For Augustine, the City of God cannot be identified with “the Church” for the simple reason that the City of God contains angels as part of its membership (likewise, the City of Man contains demons). One place in which he discusses this is City of God 12.9 in his treatment of angels. Part of the City of God, then, is made up of mortal men, and part of that part is composed of those who are currently “sojourning on earth.” But men–whether living, dead, or yet to be born–do not account for the entire society.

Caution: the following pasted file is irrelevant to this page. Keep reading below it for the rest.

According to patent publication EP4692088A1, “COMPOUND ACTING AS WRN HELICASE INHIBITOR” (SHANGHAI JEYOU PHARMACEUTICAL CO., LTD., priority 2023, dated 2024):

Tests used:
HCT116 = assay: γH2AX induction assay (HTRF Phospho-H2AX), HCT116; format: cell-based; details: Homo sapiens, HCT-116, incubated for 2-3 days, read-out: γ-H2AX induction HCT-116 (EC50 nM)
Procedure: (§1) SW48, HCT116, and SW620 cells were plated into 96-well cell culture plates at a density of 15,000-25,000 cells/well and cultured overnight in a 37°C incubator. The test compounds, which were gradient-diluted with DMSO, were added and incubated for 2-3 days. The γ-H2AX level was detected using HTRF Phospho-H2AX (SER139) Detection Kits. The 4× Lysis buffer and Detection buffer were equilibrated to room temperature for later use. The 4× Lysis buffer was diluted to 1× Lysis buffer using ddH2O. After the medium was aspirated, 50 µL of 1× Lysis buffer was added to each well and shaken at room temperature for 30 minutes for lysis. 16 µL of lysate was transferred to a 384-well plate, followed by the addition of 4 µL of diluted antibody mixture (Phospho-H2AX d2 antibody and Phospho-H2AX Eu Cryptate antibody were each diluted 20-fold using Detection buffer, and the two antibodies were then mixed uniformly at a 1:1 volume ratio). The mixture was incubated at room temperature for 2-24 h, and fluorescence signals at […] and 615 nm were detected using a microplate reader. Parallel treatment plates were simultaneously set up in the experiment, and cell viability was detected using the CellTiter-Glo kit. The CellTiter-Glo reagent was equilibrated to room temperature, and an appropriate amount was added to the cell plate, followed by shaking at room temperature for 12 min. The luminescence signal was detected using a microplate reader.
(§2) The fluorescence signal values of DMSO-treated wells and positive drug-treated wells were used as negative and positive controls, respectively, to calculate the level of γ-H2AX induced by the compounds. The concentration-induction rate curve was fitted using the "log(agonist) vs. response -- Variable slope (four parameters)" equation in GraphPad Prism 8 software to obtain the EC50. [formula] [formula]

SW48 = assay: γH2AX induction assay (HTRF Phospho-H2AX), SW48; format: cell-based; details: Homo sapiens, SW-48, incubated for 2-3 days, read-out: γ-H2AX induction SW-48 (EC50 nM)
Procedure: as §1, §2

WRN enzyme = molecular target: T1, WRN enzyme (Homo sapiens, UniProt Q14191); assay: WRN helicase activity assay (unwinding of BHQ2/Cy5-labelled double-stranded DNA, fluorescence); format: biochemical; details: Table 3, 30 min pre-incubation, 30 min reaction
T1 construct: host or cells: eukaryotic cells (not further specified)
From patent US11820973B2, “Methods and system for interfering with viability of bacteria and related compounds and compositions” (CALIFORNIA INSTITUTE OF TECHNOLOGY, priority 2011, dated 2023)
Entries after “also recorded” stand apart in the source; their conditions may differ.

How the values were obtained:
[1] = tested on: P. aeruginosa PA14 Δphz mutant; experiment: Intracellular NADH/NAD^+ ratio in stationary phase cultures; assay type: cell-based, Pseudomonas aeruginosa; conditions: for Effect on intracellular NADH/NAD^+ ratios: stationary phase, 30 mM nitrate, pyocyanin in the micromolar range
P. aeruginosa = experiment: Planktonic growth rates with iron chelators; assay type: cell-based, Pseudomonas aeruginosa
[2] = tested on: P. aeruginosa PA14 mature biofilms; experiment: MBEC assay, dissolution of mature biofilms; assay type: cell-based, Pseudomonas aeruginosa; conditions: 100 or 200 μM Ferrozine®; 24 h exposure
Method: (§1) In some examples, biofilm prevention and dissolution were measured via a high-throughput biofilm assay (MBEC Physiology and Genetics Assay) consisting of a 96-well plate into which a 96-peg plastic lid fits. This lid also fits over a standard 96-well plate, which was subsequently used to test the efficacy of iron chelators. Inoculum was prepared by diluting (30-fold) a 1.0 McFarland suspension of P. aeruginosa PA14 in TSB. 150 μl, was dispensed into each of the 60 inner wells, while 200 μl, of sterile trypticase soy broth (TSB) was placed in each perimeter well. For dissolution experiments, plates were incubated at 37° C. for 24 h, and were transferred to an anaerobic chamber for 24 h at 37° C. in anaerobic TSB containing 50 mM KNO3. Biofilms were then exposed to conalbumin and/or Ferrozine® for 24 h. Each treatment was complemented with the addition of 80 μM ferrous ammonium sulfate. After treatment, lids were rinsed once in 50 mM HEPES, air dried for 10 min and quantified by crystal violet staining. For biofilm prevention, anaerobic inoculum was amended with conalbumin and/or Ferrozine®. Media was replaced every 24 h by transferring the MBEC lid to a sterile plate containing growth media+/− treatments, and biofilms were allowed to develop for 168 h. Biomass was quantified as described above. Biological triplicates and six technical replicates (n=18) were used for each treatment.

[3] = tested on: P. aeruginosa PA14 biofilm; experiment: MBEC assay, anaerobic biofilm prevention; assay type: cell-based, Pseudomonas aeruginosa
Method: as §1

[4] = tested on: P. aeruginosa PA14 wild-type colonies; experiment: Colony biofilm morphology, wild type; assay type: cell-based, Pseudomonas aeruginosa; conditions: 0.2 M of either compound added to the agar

Besides, this too has to be inquired into, whether, if the good angels made their own will good, they did so with or without will? If without, then it was not their doing. If with, was the will good or bad? If bad, how could a bad will give birth to a good one? If good, then already they had a good will. And who made this will, which already they had, but He who created them with a good will, or with that chaste love by which they cleaved to Him, in one and the same act creating their nature, and endowing it with grace? And thus we are driven to believe that the holy angels never existed without a good will or the love of God. But the angels who, though created good, are yet evil now, became so by their own will. And this will was not made evil by their good nature, unless by its voluntary defection from good; for good is not the cause of evil, but a defection from good is. These angels, therefore, either received less of the grace of the divine love than those who persevered in the same; or if both were created equally good, then, while the one fell by their evil will, the others were more abundantly assisted, and attained to that pitch of blessedness at which they became certain they should never fall from it—as we have already shown in the preceding book. We must therefore acknowledge, with the praise due to the Creator, that not only of holy men, but also of the holy angels, it can be said thatthe love of God is shed abroad in their hearts by the Holy Ghost, which is given unto them.Romans 5:5 And that not only of men, but primarily and principally of angels it is true, as it is written,It is good to draw near to God.And those who have this good in common, have, both with Him to whom they draw near, and with one another, a holy fellowship, and form one city of God— His living sacrifice, and His living temple. And I see that, as I have now spoken of the rise of this city among the angels, it is time to speak of the origin of that part of it which is hereafter to be united to the immortal angels, and which at present is being gathered from among mortal men, and is either sojourning on earth, or, in the persons of those who have passed through death, is resting in the secret receptacles and abodes of disembodied spirits. For from one man, whom God created as the first, the whole human race descended, according to the faith of Holy Scripture, which deservedly is of wonderful authority among all nations throughout the world; since, among its other true statements, it predicted, by its divine foresight, that all nations would give credit to it.